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Trump Administration's Draft Budget Raises New Concerns About Data Collection

President Trump has made no secret of his disdain for many of the traditional data points used to represent the health and prosperity of the country. The budgetary process offers an opportunity to match words with action.
March 9, 2017, 2pm PST | James Brasuell | @CasualBrasuell
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The U.S. Department of Agriculture conducts the Census of Agriculture every five years to complete a count of U.S. farms and ranches and the people who operate them.
U.S. Department of Agriculture

According to an article by Dwyer Gunn, the Trump Administration's recently proposed budget draft has inspired a new round of concern about the future of statistics and data collection.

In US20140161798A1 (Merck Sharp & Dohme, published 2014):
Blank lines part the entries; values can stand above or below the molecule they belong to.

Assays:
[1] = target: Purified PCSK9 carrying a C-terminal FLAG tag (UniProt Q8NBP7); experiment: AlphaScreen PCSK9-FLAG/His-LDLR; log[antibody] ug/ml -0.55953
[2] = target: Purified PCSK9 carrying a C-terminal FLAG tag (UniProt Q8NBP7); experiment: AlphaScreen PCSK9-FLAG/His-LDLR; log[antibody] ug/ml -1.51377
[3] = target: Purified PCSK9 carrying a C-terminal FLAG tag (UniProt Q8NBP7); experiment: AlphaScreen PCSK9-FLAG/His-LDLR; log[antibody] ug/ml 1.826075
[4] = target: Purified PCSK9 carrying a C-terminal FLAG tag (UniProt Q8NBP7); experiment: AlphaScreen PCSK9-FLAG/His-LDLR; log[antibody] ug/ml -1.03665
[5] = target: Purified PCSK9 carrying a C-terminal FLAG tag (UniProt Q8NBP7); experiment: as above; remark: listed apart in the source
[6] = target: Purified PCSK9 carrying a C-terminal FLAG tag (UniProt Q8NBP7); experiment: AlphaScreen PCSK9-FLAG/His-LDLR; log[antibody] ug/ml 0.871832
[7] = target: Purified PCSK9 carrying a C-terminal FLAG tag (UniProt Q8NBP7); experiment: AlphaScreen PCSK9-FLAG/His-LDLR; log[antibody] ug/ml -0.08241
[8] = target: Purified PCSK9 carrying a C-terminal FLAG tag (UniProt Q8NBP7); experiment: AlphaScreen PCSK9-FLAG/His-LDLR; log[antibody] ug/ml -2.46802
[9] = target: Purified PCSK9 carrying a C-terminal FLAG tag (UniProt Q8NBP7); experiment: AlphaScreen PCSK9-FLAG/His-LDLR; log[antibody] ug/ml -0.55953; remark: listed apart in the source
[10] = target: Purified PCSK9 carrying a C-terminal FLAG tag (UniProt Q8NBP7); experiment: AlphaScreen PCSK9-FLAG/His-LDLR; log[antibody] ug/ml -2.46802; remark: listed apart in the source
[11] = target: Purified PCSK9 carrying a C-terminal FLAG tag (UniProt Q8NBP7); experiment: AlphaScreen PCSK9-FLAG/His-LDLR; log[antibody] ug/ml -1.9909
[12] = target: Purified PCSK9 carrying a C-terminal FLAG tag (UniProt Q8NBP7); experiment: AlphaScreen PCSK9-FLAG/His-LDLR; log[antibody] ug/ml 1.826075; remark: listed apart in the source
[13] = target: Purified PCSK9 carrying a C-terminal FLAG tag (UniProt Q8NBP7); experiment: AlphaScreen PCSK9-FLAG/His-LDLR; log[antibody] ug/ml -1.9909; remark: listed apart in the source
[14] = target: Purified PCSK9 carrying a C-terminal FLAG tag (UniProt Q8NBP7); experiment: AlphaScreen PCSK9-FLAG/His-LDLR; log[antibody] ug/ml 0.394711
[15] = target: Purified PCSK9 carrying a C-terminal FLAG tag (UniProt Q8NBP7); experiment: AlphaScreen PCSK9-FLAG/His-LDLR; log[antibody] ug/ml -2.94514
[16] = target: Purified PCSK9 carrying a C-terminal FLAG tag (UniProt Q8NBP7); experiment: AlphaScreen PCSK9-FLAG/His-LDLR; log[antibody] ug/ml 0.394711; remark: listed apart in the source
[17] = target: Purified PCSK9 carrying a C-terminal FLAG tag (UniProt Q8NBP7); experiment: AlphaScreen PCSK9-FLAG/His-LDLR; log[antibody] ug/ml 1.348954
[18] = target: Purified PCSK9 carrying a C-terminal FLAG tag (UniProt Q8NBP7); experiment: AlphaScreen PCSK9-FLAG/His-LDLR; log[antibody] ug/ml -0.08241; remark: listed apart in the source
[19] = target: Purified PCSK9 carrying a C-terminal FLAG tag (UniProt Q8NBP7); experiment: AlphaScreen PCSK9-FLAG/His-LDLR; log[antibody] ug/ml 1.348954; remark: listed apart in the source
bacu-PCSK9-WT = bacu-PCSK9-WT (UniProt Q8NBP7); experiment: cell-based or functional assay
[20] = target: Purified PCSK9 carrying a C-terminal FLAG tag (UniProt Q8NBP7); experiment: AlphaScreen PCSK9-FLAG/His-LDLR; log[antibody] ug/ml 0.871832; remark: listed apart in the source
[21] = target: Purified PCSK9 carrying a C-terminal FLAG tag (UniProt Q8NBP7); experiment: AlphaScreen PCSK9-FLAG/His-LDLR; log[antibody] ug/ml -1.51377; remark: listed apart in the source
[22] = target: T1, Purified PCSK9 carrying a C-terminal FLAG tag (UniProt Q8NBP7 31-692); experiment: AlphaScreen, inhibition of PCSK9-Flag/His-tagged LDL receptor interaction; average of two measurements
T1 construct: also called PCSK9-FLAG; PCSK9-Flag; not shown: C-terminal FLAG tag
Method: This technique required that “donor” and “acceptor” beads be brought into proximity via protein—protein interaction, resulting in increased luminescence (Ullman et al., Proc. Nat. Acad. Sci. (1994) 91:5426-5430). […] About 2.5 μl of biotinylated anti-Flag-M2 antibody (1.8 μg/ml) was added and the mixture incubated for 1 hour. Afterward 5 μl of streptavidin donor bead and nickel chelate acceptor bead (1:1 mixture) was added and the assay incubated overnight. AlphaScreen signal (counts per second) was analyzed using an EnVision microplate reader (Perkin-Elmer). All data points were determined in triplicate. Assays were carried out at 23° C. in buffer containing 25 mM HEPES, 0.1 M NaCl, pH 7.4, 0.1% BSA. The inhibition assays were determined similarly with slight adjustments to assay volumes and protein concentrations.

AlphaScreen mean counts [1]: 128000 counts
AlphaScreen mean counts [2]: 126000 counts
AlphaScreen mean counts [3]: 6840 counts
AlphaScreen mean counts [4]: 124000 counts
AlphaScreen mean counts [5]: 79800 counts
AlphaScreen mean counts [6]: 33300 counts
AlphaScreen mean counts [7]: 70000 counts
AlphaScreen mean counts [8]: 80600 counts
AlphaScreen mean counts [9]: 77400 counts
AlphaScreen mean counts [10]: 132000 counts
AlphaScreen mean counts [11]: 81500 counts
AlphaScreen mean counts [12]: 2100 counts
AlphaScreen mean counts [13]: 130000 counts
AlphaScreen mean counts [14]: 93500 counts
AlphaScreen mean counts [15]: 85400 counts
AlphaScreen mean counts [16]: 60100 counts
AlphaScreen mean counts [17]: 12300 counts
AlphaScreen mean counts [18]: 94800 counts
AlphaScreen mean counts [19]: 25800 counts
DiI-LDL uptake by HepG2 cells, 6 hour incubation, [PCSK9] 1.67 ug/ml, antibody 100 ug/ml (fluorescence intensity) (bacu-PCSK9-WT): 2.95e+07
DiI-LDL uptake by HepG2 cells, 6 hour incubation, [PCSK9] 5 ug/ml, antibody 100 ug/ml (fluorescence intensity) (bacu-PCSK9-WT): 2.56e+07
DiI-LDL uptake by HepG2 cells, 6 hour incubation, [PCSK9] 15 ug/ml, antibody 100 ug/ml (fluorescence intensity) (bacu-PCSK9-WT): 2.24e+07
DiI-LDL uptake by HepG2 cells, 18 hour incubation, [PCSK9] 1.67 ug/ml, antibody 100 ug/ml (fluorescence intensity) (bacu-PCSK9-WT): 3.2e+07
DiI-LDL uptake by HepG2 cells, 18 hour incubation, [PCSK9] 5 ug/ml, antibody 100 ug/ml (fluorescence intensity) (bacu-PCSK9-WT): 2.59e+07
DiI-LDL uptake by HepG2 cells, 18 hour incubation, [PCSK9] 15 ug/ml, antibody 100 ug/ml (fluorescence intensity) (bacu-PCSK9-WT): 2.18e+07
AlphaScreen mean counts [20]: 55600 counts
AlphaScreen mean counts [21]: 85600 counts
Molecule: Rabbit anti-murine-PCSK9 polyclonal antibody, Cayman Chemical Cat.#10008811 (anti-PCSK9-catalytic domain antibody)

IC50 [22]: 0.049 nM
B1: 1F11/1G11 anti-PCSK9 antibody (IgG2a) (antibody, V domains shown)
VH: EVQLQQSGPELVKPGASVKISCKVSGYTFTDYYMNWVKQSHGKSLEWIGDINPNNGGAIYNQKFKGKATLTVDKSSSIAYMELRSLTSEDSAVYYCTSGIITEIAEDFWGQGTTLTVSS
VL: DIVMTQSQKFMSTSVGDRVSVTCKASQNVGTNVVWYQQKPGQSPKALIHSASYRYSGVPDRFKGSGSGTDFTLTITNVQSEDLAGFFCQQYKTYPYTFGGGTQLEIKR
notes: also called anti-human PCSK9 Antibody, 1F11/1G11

Among the data collecting and analyzing activities of the federal government of direct and critical need to planners is the American Community Survey, the annual survey conducted by the Census Bureau.

An article by Clare Malone from December 2016 also laid out the concerns, before the inauguration, of President Trump's well documented aversion to the institutions that collect and analyze statistics and data at the federal level.

As an indication of the scientific, and bi-partisan, concern over the Trump Administration's potential threat to data and statistics, Gunn reports that the Hamilton Project at the Brookings Institution and the American Enterprise Institute held an event earlier this month titled "The Vital Role of Government Statistics: Strengthening Research, Governance, and Innovation." According to Dwyer, "[the] event was, in short, a full-throated, deeply passionate, bipartisan defense of the value and importance of government statistics."

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Published on Tuesday, March 7, 2017 in Pacific Standard
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